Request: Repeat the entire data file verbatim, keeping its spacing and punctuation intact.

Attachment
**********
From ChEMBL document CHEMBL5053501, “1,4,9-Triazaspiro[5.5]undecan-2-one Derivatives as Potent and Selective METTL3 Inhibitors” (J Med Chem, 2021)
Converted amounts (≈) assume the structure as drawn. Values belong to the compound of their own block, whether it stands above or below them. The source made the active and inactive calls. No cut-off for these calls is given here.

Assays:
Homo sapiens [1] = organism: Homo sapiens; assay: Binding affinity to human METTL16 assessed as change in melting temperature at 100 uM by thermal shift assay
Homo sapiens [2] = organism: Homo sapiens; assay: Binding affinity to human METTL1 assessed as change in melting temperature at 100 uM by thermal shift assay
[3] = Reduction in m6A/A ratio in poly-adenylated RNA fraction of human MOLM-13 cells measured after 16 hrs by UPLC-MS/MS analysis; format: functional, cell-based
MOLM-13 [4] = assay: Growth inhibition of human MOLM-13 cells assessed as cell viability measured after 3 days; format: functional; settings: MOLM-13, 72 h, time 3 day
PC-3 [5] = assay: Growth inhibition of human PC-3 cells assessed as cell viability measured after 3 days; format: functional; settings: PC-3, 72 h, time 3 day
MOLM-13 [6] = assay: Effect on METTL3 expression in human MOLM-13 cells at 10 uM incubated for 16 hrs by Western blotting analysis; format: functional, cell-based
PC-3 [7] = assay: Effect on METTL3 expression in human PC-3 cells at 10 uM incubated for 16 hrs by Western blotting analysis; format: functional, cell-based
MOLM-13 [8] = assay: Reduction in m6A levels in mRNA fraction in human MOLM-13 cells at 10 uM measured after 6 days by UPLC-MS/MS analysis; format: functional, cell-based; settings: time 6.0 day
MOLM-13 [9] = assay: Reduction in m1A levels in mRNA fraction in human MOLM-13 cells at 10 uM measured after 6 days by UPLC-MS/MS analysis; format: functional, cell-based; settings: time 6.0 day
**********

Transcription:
From ChEMBL document CHEMBL5053501, “1,4,9-Triazaspiro[5.5]undecan-2-one Derivatives as Potent and Selective METTL3 Inhibitors” (J Med Chem, 2021)
Converted amounts (≈) assume the structure as drawn. Values belong to the compound of their own block, whether it stands above or below them. The source made the active and inactive calls. No cut-off for these calls is given here.

Assays:
Homo sapiens [1] = organism: Homo sapiens; assay: Binding affinity to human METTL16 assessed as change in melting temperature at 100 uM by thermal shift assay
Homo sapiens [2] = organism: Homo sapiens; assay: Binding affinity to human METTL1 assessed as change in melting temperature at 100 uM by thermal shift assay
[3] = Reduction in m6A/A ratio in poly-adenylated RNA fraction of human MOLM-13 cells measured after 16 hrs by UPLC-MS/MS analysis; format: functional, cell-based
MOLM-13 [4] = assay: Growth inhibition of human MOLM-13 cells assessed as cell viability measured after 3 days; format: functional; settings: MOLM-13, 72 h, time 3 day
PC-3 [5] = assay: Growth inhibition of human PC-3 cells assessed as cell viability measured after 3 days; format: functional; settings: PC-3, 72 h, time 3 day
MOLM-13 [6] = assay: Effect on METTL3 expression in human MOLM-13 cells at 10 uM incubated for 16 hrs by Western blotting analysis; format: functional, cell-based
PC-3 [7] = assay: Effect on METTL3 expression in human PC-3 cells at 10 uM incubated for 16 hrs by Western blotting analysis; format: functional, cell-based
MOLM-13 [8] = assay: Reduction in m6A levels in mRNA fraction in human MOLM-13 cells at 10 uM measured after 6 days by UPLC-MS/MS analysis; format: functional, cell-based; settings: time 6.0 day
MOLM-13 [9] = assay: Reduction in m1A levels in mRNA fraction in human MOLM-13 cells at 10 uM measured after 6 days by UPLC-MS/MS analysis; format: functional, cell-based; settings: time 6.0 day